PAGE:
What Does the Increasing Ether Price Mean?
So here we are, at (or perhaps just slightly under) $100 USD per Ether. I promised you I would tell you what it means.
It means that enough people are rallying around this vision of the future, and putting their money on the line for it, that the core development teams and entrepreneurs building that future will be funded more-or-less indefinitely. It means that there’s a massive wave of product innovation as people try to figure out how to get the millions of Ethereum users to spend their money on our products, and that evolutionary process builds further into the potential that the Ethereum system has to satisfy real human needs and desires. The system is learning to take care of us. Without arbitrary interference by middlemen, it may be quite a rapid adaptation.
On a personal note, I pushed very deep into the theory around Ethereum and Direct Trade (Decentralization) since Ethereum launched. I came back with three fundamental results.
- The Dubai Blockchain Strategy which set one of the most innovative nation states in the world on a new track relative to this technology, which was then backed up in Dubai by a second piece of work (in collaboration with Consensys),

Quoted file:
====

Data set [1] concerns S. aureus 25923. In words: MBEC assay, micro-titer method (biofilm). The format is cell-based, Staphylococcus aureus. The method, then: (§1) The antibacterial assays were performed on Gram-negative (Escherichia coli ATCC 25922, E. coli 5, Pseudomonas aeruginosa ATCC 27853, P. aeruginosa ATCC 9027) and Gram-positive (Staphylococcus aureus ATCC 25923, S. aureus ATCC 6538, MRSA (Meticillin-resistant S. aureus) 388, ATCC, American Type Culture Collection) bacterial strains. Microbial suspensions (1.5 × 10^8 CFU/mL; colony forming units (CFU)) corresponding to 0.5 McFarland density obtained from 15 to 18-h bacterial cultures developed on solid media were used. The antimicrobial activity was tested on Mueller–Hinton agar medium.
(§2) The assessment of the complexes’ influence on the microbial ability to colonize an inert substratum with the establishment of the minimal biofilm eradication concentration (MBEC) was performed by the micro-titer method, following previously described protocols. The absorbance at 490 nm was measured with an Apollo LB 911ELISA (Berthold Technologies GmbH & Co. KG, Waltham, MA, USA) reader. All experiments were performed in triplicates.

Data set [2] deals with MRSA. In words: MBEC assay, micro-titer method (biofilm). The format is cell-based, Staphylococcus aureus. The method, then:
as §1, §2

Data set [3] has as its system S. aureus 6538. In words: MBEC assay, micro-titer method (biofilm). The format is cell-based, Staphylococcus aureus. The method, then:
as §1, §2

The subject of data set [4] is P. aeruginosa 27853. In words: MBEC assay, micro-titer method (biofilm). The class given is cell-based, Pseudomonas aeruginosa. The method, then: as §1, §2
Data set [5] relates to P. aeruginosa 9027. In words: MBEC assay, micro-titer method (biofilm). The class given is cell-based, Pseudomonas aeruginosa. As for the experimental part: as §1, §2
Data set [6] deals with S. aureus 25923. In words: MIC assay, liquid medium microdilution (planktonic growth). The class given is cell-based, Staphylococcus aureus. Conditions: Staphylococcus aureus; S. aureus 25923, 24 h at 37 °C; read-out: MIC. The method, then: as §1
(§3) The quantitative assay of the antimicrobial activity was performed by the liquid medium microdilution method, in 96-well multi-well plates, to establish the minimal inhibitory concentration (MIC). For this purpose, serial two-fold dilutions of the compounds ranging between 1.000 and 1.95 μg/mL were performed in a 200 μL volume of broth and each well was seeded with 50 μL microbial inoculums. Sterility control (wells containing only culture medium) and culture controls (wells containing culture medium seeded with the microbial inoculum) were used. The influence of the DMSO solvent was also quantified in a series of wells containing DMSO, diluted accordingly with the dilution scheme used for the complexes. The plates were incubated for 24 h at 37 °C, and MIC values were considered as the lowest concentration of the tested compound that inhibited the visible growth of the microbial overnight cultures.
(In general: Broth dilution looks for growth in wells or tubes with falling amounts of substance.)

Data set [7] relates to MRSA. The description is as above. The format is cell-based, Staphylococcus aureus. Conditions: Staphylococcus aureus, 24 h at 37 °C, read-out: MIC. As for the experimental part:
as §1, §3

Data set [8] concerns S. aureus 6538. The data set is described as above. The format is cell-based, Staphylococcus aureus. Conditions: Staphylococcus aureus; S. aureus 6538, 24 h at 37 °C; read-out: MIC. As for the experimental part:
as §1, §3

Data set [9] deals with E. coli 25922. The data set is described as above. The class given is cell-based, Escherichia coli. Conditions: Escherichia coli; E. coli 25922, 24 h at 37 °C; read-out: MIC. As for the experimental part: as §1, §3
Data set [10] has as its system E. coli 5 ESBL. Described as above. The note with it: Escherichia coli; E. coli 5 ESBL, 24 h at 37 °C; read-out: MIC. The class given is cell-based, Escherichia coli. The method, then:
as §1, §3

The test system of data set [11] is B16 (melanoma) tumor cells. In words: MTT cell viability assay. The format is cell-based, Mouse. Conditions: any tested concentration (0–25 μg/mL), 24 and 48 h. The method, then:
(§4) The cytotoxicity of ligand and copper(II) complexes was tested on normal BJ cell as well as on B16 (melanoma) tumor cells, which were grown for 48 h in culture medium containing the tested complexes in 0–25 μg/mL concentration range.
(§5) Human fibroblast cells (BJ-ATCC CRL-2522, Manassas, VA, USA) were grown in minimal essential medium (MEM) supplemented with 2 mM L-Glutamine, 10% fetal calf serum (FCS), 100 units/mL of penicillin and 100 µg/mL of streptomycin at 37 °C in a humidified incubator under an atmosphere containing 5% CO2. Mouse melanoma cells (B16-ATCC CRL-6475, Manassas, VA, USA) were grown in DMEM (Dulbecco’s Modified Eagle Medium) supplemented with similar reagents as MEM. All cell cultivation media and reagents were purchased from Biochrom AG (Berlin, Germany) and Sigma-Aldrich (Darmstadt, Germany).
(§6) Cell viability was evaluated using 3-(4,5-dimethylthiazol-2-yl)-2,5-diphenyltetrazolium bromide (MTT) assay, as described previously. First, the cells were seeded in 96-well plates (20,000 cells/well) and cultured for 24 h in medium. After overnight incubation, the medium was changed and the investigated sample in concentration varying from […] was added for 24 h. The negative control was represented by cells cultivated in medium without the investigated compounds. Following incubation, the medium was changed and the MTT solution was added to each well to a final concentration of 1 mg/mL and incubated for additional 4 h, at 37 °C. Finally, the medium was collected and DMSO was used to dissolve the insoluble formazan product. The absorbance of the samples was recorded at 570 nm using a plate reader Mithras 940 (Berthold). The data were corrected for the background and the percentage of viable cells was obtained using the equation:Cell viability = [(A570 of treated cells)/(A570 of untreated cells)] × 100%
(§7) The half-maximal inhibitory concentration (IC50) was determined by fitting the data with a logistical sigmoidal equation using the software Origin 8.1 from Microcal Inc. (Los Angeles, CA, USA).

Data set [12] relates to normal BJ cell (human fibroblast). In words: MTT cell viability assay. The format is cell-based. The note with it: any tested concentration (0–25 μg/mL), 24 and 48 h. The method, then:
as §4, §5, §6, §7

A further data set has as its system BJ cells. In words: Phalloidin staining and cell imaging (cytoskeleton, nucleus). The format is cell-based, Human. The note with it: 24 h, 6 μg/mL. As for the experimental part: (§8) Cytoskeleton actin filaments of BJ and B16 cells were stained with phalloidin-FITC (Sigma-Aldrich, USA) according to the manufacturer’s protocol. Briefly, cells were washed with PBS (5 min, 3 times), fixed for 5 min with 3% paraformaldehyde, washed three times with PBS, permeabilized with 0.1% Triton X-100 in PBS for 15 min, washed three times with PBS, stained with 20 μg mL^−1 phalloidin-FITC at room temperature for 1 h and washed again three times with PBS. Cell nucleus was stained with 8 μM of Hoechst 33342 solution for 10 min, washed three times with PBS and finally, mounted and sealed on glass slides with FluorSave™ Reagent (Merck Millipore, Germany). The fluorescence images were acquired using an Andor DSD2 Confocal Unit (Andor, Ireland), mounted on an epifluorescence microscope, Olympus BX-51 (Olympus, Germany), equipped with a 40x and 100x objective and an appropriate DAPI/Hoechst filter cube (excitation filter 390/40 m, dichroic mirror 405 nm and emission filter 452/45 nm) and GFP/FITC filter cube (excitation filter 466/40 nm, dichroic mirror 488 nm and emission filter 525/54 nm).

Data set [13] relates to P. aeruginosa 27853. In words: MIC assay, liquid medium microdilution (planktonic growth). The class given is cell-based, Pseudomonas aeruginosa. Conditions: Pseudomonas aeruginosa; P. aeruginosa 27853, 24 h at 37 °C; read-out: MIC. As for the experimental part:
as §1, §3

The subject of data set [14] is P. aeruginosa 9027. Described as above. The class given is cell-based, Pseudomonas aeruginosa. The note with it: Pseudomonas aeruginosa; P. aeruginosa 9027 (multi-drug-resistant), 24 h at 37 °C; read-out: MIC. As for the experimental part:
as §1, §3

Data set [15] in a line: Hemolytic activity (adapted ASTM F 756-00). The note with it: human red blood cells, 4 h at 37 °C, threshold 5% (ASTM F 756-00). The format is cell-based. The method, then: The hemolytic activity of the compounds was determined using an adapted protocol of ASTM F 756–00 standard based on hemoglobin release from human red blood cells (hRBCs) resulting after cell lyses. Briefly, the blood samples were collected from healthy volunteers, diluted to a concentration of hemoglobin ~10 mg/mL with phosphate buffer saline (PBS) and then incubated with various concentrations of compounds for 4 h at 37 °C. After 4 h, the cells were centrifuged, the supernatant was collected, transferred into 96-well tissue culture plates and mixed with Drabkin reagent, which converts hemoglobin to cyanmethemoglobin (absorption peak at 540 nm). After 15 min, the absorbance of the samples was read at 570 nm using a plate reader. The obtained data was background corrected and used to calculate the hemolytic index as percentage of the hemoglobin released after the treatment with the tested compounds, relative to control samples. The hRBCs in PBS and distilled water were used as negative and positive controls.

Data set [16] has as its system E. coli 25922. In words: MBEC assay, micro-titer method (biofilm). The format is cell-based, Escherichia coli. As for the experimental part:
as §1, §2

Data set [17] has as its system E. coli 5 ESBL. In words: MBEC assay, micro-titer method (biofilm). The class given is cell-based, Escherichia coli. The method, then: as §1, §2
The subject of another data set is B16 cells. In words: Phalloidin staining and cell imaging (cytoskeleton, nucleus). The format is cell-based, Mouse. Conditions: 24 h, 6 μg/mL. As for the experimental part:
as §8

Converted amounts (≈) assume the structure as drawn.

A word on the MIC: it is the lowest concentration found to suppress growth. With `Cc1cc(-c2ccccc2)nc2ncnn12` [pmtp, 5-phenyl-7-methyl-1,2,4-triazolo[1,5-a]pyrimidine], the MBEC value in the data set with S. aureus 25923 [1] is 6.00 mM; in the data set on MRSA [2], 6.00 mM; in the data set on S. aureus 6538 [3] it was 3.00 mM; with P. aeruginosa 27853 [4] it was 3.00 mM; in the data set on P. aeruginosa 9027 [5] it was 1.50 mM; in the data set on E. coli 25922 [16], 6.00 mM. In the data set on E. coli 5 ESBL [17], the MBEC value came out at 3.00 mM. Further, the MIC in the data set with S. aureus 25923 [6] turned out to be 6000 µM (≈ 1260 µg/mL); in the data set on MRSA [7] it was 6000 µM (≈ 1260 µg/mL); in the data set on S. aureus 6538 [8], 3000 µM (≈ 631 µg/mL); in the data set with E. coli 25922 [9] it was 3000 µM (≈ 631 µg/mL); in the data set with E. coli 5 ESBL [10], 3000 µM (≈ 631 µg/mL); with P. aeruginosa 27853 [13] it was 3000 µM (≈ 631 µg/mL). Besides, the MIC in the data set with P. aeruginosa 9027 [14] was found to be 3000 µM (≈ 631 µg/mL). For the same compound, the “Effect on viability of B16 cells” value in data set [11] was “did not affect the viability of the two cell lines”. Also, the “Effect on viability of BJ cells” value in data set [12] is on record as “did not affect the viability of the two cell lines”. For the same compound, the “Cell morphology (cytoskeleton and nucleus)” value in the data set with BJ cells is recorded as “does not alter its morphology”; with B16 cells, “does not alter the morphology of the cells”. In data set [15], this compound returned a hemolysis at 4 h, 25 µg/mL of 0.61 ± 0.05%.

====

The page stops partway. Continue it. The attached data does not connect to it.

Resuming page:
- The Internet of Agreements, which I’ll discuss more below, which pulls together many of the loose threads in the Decentralization discussion into an easier-to-express whole.
- The Harvard Business Review pieces, which expand in many directions, including Globalization 2.0 (blockchains to protect world trade during deglobalization) and a rather wonderful (unpublished!) piece on Leapfrogging to blockchains in the developing world.
No ICO, and no blockchain startup (per se) for me. Why not?
I decided, on close examination, that the weakest link in the ecosystem was the willingness of broader society and mass culture to pull us into the mainstream. While I could be deep in the tent doing financial architecture or designing business models for new ICO projects, where I wanted to be was on the periphery, perceived as being “in the real world,” building on ramps for blockchain projects to break out of the microculture they currently exist in, and get all the way into the mainstream. I’ve supported quite a few projects from mostly behind the scenes, though.
I’ve also built up a very, very solid stack of theory which is being packaged as concepts like the Internet of Agreements. I hope this framing of our work will stick to the mainstream and make it far, far easier for us to build this future together with the main productive forces in society (rather than being set up in false opposition to them — the worst mistake that Bitcoin made!)
I phrase it like this:
- In the beginning there was the Internet of Ideas, back before…
- Online credit card processing gives birth to Amazon and the Internet of Shopping
- Blockchains bring the rest of our financial instruments online beside the credit card, giving rise to the Internet of Agreements. The internet finally gets a native representation for deals that is better than emailing PDFs back and forwards.